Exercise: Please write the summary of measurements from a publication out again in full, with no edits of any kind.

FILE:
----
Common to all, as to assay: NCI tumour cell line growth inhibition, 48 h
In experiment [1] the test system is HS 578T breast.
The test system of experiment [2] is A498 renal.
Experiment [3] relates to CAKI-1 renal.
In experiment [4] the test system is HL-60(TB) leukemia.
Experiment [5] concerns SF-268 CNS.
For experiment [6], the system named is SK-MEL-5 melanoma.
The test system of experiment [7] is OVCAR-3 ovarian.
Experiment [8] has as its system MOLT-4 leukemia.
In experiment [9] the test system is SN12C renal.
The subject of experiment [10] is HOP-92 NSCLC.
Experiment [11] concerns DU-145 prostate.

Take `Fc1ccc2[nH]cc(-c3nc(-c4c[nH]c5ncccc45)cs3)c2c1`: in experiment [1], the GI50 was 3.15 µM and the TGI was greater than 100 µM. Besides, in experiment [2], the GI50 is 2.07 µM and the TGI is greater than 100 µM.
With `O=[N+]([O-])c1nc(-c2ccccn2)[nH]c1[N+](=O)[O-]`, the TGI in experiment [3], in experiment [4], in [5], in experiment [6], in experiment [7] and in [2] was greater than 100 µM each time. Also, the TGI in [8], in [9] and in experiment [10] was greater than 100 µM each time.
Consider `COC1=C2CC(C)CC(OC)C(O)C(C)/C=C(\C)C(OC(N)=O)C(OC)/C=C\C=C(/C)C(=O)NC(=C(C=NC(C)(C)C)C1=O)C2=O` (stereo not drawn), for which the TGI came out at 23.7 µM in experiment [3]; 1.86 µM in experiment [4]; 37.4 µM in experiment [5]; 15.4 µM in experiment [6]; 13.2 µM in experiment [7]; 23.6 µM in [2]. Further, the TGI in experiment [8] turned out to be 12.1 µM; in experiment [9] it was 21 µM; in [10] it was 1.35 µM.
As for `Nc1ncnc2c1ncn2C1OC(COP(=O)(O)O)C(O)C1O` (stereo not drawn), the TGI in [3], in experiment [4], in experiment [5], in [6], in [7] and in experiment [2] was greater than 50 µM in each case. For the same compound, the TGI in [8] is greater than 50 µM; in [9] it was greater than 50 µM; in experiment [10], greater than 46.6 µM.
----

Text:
Common to all, as to assay: NCI tumour cell line growth inhibition, 48 h
In experiment [1] the test system is HS 578T breast.
The test system of experiment [2] is A498 renal.
Experiment [3] relates to CAKI-1 renal.
In experiment [4] the test system is HL-60(TB) leukemia.
Experiment [5] concerns SF-268 CNS.
For experiment [6], the system named is SK-MEL-5 melanoma.
The test system of experiment [7] is OVCAR-3 ovarian.
Experiment [8] has as its system MOLT-4 leukemia.
In experiment [9] the test system is SN12C renal.
The subject of experiment [10] is HOP-92 NSCLC.
Experiment [11] concerns DU-145 prostate.

Take `Fc1ccc2[nH]cc(-c3nc(-c4c[nH]c5ncccc45)cs3)c2c1`: in experiment [1], the GI50 was 3.15 µM and the TGI was greater than 100 µM. Besides, in experiment [2], the GI50 is 2.07 µM and the TGI is greater than 100 µM.
With `O=[N+]([O-])c1nc(-c2ccccn2)[nH]c1[N+](=O)[O-]`, the TGI in experiment [3], in experiment [4], in [5], in experiment [6], in experiment [7] and in [2] was greater than 100 µM each time. Also, the TGI in [8], in [9] and in experiment [10] was greater than 100 µM each time.
Consider `COC1=C2CC(C)CC(OC)C(O)C(C)/C=C(\C)C(OC(N)=O)C(OC)/C=C\C=C(/C)C(=O)NC(=C(C=NC(C)(C)C)C1=O)C2=O` (stereo not drawn), for which the TGI came out at 23.7 µM in experiment [3]; 1.86 µM in experiment [4]; 37.4 µM in experiment [5]; 15.4 µM in experiment [6]; 13.2 µM in experiment [7]; 23.6 µM in [2]. Further, the TGI in experiment [8] turned out to be 12.1 µM; in experiment [9] it was 21 µM; in [10] it was 1.35 µM.
As for `Nc1ncnc2c1ncn2C1OC(COP(=O)(O)O)C(O)C1O` (stereo not drawn), the TGI in [3], in experiment [4], in experiment [5], in [6], in [7] and in experiment [2] was greater than 50 µM in each case. For the same compound, the TGI in [8] is greater than 50 µM; in [9] it was greater than 50 µM; in experiment [10], greater than 46.6 µM.